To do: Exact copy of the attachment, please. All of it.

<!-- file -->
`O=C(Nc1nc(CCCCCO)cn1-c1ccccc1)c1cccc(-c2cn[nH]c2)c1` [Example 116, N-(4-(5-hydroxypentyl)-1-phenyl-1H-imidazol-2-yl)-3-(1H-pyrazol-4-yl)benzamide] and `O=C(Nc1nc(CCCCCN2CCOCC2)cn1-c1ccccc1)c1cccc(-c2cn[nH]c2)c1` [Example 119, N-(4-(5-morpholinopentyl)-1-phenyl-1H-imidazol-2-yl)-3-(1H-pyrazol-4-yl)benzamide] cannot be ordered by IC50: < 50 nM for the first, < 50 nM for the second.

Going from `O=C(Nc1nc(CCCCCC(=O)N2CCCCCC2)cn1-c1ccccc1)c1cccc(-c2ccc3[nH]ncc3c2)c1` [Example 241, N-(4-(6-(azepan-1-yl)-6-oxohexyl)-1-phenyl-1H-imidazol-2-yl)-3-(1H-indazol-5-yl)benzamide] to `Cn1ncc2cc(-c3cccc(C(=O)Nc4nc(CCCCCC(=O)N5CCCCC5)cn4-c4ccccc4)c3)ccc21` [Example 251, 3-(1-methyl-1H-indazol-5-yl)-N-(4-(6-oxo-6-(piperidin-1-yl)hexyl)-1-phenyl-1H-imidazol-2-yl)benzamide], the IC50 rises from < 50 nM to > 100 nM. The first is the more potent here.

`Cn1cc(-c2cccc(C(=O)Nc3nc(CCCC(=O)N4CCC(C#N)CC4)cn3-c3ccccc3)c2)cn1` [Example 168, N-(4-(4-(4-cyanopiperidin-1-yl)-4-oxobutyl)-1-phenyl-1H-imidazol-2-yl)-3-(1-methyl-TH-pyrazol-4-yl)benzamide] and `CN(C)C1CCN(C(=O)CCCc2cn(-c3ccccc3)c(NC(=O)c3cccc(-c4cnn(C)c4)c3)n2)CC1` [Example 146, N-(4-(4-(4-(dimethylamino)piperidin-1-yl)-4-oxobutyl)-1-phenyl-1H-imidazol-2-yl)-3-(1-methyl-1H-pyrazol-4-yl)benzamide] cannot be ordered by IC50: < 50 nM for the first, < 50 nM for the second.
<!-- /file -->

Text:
`O=C(Nc1nc(CCCCCO)cn1-c1ccccc1)c1cccc(-c2cn[nH]c2)c1` [Example 116, N-(4-(5-hydroxypentyl)-1-phenyl-1H-imidazol-2-yl)-3-(1H-pyrazol-4-yl)benzamide] and `O=C(Nc1nc(CCCCCN2CCOCC2)cn1-c1ccccc1)c1cccc(-c2cn[nH]c2)c1` [Example 119, N-(4-(5-morpholinopentyl)-1-phenyl-1H-imidazol-2-yl)-3-(1H-pyrazol-4-yl)benzamide] cannot be ordered by IC50: < 50 nM for the first, < 50 nM for the second.

Going from `O=C(Nc1nc(CCCCCC(=O)N2CCCCCC2)cn1-c1ccccc1)c1cccc(-c2ccc3[nH]ncc3c2)c1` [Example 241, N-(4-(6-(azepan-1-yl)-6-oxohexyl)-1-phenyl-1H-imidazol-2-yl)-3-(1H-indazol-5-yl)benzamide] to `Cn1ncc2cc(-c3cccc(C(=O)Nc4nc(CCCCCC(=O)N5CCCCC5)cn4-c4ccccc4)c3)ccc21` [Example 251, 3-(1-methyl-1H-indazol-5-yl)-N-(4-(6-oxo-6-(piperidin-1-yl)hexyl)-1-phenyl-1H-imidazol-2-yl)benzamide], the IC50 rises from < 50 nM to > 100 nM. The first is the more potent here.

`Cn1cc(-c2cccc(C(=O)Nc3nc(CCCC(=O)N4CCC(C#N)CC4)cn3-c3ccccc3)c2)cn1` [Example 168, N-(4-(4-(4-cyanopiperidin-1-yl)-4-oxobutyl)-1-phenyl-1H-imidazol-2-yl)-3-(1-methyl-TH-pyrazol-4-yl)benzamide] and `CN(C)C1CCN(C(=O)CCCc2cn(-c3ccccc3)c(NC(=O)c3cccc(-c4cnn(C)c4)c3)n2)CC1` [Example 146, N-(4-(4-(4-(dimethylamino)piperidin-1-yl)-4-oxobutyl)-1-phenyl-1H-imidazol-2-yl)-3-(1-methyl-1H-pyrazol-4-yl)benzamide] cannot be ordered by IC50: < 50 nM for the first, < 50 nM for the second.